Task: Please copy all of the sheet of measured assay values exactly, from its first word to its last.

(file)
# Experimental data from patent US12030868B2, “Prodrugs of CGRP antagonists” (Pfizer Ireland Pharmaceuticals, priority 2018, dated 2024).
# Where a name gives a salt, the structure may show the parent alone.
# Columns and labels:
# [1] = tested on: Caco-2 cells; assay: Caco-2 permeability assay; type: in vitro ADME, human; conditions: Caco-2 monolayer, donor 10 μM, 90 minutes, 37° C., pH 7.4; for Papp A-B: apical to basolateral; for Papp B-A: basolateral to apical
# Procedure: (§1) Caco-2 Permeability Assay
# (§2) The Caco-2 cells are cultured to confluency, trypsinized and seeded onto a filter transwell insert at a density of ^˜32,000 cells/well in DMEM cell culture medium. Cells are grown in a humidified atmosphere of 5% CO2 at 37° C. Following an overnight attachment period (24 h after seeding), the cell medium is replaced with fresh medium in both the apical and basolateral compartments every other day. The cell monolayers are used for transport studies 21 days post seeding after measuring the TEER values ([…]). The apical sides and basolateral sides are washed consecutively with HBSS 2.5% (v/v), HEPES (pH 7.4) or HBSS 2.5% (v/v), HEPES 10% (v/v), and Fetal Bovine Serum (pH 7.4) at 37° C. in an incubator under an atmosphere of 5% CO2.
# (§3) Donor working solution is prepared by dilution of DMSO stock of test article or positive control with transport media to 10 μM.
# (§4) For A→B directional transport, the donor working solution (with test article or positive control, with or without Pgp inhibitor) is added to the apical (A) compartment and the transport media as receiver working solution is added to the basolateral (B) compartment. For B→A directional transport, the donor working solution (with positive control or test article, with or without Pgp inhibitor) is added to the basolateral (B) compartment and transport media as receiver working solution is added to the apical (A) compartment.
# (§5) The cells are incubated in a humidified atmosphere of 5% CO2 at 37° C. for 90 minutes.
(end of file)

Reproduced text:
# Experimental data from patent US12030868B2, “Prodrugs of CGRP antagonists” (Pfizer Ireland Pharmaceuticals, priority 2018, dated 2024).
# Where a name gives a salt, the structure may show the parent alone.
# Columns and labels:
# [1] = tested on: Caco-2 cells; assay: Caco-2 permeability assay; type: in vitro ADME, human; conditions: Caco-2 monolayer, donor 10 μM, 90 minutes, 37° C., pH 7.4; for Papp A-B: apical to basolateral; for Papp B-A: basolateral to apical
# Procedure: (§1) Caco-2 Permeability Assay
# (§2) The Caco-2 cells are cultured to confluency, trypsinized and seeded onto a filter transwell insert at a density of ^˜32,000 cells/well in DMEM cell culture medium. Cells are grown in a humidified atmosphere of 5% CO2 at 37° C. Following an overnight attachment period (24 h after seeding), the cell medium is replaced with fresh medium in both the apical and basolateral compartments every other day. The cell monolayers are used for transport studies 21 days post seeding after measuring the TEER values ([…]). The apical sides and basolateral sides are washed consecutively with HBSS 2.5% (v/v), HEPES (pH 7.4) or HBSS 2.5% (v/v), HEPES 10% (v/v), and Fetal Bovine Serum (pH 7.4) at 37° C. in an incubator under an atmosphere of 5% CO2.
# (§3) Donor working solution is prepared by dilution of DMSO stock of test article or positive control with transport media to 10 μM.
# (§4) For A→B directional transport, the donor working solution (with test article or positive control, with or without Pgp inhibitor) is added to the apical (A) compartment and the transport media as receiver working solution is added to the basolateral (B) compartment. For B→A directional transport, the donor working solution (with positive control or test article, with or without Pgp inhibitor) is added to the basolateral (B) compartment and transport media as receiver working solution is added to the apical (A) compartment.
# (§5) The cells are incubated in a humidified atmosphere of 5% CO2 at 37° C. for 90 minutes.